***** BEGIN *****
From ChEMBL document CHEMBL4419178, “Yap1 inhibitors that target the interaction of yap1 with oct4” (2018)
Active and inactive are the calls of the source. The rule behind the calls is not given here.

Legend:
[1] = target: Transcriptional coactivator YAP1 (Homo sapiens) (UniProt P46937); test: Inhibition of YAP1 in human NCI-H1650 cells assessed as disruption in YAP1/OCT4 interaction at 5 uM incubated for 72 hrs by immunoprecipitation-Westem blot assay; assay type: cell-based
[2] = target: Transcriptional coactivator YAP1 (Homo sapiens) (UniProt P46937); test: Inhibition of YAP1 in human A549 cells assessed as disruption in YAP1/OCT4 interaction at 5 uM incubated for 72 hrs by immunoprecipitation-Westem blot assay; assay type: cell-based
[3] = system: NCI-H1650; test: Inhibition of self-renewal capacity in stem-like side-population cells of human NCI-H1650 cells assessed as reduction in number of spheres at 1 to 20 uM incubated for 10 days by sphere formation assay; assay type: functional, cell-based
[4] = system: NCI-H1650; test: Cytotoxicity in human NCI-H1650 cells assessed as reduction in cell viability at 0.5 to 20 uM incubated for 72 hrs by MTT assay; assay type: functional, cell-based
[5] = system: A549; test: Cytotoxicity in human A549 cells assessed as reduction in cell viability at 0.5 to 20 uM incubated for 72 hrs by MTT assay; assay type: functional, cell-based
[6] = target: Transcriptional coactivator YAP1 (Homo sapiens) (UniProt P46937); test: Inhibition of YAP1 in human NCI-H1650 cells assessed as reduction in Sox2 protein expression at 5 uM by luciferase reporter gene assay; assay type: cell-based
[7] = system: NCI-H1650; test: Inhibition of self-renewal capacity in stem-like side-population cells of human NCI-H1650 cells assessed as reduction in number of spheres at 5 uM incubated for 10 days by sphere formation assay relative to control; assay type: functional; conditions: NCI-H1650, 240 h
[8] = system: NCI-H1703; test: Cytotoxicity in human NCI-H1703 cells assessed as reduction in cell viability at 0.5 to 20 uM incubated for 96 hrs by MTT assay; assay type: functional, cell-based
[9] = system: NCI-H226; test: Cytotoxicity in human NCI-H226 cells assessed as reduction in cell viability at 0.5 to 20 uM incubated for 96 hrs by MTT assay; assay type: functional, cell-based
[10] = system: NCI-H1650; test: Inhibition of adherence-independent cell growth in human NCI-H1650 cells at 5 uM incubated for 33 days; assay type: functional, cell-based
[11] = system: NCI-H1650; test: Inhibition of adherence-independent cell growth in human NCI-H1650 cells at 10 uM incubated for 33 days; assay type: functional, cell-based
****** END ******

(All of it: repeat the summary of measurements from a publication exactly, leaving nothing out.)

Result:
From ChEMBL document CHEMBL4419178, “Yap1 inhibitors that target the interaction of yap1 with oct4” (2018)
Active and inactive are the calls of the source. The rule behind the calls is not given here.

Legend:
[1] = target: Transcriptional coactivator YAP1 (Homo sapiens) (UniProt P46937); test: Inhibition of YAP1 in human NCI-H1650 cells assessed as disruption in YAP1/OCT4 interaction at 5 uM incubated for 72 hrs by immunoprecipitation-Westem blot assay; assay type: cell-based
[2] = target: Transcriptional coactivator YAP1 (Homo sapiens) (UniProt P46937); test: Inhibition of YAP1 in human A549 cells assessed as disruption in YAP1/OCT4 interaction at 5 uM incubated for 72 hrs by immunoprecipitation-Westem blot assay; assay type: cell-based
[3] = system: NCI-H1650; test: Inhibition of self-renewal capacity in stem-like side-population cells of human NCI-H1650 cells assessed as reduction in number of spheres at 1 to 20 uM incubated for 10 days by sphere formation assay; assay type: functional, cell-based
[4] = system: NCI-H1650; test: Cytotoxicity in human NCI-H1650 cells assessed as reduction in cell viability at 0.5 to 20 uM incubated for 72 hrs by MTT assay; assay type: functional, cell-based
[5] = system: A549; test: Cytotoxicity in human A549 cells assessed as reduction in cell viability at 0.5 to 20 uM incubated for 72 hrs by MTT assay; assay type: functional, cell-based
[6] = target: Transcriptional coactivator YAP1 (Homo sapiens) (UniProt P46937); test: Inhibition of YAP1 in human NCI-H1650 cells assessed as reduction in Sox2 protein expression at 5 uM by luciferase reporter gene assay; assay type: cell-based
[7] = system: NCI-H1650; test: Inhibition of self-renewal capacity in stem-like side-population cells of human NCI-H1650 cells assessed as reduction in number of spheres at 5 uM incubated for 10 days by sphere formation assay relative to control; assay type: functional; conditions: NCI-H1650, 240 h
[8] = system: NCI-H1703; test: Cytotoxicity in human NCI-H1703 cells assessed as reduction in cell viability at 0.5 to 20 uM incubated for 96 hrs by MTT assay; assay type: functional, cell-based
[9] = system: NCI-H226; test: Cytotoxicity in human NCI-H226 cells assessed as reduction in cell viability at 0.5 to 20 uM incubated for 96 hrs by MTT assay; assay type: functional, cell-based
[10] = system: NCI-H1650; test: Inhibition of adherence-independent cell growth in human NCI-H1650 cells at 5 uM incubated for 33 days; assay type: functional, cell-based
[11] = system: NCI-H1650; test: Inhibition of adherence-independent cell growth in human NCI-H1650 cells at 10 uM incubated for 33 days; assay type: functional, cell-based